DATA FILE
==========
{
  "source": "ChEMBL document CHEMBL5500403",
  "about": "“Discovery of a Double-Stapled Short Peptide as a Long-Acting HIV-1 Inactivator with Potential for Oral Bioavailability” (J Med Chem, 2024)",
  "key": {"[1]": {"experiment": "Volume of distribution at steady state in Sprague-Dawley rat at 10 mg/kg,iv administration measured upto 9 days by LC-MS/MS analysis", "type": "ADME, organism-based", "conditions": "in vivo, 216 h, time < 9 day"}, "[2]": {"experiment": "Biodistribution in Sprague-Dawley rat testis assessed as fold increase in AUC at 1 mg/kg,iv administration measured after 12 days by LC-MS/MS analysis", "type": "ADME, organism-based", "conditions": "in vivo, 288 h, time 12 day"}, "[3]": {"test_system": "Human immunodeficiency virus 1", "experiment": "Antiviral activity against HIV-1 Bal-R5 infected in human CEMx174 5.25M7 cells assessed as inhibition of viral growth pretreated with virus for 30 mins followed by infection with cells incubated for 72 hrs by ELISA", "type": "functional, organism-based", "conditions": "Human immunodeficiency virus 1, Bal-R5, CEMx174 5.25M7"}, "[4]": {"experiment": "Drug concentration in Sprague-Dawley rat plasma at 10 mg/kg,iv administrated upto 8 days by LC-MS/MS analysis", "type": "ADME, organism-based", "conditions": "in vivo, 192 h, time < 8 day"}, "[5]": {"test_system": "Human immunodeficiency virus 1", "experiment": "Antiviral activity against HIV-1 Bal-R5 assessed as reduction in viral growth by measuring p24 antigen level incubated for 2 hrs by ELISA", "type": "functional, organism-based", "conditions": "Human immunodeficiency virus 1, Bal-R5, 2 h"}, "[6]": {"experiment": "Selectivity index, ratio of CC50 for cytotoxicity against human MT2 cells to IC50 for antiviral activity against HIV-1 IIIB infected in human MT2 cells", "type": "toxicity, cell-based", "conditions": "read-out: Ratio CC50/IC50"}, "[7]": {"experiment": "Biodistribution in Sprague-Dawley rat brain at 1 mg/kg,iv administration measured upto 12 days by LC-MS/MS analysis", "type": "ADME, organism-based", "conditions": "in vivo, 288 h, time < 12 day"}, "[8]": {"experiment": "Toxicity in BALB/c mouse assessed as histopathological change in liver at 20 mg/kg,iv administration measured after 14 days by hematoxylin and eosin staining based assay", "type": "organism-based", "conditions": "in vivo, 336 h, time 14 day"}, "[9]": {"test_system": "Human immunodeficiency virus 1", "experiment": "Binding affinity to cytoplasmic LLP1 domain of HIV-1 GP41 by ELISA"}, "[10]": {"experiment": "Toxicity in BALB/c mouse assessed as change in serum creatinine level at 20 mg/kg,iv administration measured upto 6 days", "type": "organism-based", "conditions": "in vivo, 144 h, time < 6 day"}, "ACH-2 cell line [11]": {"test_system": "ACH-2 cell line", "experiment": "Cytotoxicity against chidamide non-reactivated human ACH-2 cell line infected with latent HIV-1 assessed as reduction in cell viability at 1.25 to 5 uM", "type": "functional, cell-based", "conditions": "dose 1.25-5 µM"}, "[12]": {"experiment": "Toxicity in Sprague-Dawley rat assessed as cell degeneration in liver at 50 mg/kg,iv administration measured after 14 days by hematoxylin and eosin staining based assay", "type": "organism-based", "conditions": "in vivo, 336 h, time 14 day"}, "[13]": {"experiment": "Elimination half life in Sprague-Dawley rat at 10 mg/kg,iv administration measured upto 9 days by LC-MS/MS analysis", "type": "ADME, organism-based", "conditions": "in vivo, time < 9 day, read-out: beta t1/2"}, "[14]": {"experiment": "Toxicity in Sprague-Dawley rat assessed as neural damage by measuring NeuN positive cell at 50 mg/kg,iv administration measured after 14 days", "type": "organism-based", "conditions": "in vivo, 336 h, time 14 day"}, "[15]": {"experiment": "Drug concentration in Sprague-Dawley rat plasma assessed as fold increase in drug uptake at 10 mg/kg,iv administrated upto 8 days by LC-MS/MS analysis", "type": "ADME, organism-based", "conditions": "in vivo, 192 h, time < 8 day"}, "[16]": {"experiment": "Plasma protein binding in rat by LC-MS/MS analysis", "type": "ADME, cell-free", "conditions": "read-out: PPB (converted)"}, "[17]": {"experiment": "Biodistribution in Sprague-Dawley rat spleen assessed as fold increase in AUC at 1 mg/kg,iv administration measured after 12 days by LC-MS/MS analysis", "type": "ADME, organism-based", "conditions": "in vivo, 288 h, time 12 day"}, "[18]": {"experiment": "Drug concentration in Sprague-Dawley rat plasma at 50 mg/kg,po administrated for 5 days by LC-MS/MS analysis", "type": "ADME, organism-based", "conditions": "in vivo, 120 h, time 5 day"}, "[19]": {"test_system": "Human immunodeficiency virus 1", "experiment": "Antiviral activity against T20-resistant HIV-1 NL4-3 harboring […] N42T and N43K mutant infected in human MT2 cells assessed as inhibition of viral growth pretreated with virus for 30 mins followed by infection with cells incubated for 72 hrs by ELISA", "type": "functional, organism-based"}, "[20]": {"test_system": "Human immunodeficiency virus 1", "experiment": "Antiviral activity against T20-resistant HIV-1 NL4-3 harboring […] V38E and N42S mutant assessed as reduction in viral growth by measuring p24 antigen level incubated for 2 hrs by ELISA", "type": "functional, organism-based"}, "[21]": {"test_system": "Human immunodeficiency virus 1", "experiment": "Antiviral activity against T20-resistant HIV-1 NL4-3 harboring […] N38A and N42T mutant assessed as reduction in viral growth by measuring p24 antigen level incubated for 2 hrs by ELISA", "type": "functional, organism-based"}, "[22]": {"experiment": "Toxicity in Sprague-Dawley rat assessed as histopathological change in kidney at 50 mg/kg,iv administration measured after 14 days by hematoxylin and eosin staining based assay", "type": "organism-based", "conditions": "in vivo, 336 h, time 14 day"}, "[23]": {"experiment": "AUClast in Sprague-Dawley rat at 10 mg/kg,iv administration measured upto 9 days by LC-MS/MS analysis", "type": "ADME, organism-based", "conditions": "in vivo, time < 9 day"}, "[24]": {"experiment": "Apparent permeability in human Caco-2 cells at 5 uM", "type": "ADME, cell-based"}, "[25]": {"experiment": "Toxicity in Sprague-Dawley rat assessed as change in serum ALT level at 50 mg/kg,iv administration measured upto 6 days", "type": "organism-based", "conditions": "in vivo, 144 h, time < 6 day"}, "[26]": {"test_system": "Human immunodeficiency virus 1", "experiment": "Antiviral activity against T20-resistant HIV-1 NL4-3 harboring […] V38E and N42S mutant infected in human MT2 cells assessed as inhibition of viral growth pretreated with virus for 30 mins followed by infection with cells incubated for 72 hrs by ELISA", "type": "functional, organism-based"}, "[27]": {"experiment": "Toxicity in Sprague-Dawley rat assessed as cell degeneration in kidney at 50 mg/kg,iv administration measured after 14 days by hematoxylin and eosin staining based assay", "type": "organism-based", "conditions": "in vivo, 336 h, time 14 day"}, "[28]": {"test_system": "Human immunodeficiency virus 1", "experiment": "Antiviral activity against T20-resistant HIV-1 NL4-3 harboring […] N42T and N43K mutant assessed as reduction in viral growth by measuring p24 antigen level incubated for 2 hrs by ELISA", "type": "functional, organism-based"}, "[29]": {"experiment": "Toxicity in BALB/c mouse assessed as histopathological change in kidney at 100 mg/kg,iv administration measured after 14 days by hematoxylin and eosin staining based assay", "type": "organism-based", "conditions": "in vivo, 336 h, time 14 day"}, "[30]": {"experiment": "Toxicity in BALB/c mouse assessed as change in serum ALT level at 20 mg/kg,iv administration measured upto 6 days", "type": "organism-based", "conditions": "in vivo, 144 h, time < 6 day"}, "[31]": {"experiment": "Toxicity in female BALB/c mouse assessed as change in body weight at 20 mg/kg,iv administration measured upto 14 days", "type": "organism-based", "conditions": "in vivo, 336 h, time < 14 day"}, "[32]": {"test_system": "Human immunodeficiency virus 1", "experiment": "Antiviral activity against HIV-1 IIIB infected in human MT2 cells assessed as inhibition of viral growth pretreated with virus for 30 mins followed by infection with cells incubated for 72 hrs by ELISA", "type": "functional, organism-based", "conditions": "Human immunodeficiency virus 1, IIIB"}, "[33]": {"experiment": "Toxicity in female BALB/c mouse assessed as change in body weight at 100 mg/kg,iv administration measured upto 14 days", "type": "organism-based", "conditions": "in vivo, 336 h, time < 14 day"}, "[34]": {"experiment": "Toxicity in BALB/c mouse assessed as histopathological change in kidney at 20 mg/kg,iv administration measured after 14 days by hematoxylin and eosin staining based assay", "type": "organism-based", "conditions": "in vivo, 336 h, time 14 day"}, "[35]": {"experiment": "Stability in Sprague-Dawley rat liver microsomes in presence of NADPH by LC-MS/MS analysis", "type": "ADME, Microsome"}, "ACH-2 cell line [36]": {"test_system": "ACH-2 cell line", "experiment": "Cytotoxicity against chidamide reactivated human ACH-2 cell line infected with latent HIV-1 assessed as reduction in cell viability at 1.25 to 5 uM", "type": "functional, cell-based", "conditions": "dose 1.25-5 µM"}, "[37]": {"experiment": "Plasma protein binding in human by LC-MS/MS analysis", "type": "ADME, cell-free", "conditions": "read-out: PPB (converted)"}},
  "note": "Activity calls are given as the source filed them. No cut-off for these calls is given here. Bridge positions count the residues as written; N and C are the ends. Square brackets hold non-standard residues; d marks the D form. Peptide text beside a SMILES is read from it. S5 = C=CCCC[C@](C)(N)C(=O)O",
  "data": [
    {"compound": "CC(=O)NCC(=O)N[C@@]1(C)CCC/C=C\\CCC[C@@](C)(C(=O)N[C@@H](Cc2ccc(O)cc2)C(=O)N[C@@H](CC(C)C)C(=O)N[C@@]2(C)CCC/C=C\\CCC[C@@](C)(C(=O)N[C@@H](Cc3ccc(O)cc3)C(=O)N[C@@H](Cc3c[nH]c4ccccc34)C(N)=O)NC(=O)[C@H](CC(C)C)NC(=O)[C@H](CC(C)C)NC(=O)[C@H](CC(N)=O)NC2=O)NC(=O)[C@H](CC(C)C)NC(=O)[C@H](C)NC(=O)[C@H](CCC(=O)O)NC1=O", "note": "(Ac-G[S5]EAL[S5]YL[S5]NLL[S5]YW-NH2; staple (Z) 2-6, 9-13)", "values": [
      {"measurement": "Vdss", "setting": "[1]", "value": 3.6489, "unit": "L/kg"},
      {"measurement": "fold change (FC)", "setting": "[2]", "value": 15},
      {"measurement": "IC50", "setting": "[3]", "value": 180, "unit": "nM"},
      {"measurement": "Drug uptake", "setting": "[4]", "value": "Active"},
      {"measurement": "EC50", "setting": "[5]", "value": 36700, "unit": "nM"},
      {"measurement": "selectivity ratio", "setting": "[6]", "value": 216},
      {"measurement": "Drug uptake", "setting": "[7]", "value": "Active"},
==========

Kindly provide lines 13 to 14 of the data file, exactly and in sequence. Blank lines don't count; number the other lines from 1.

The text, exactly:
      {"measurement": "selectivity ratio", "setting": "[6]", "value": 216},
      {"measurement": "Drug uptake", "setting": "[7]", "value": "Active"},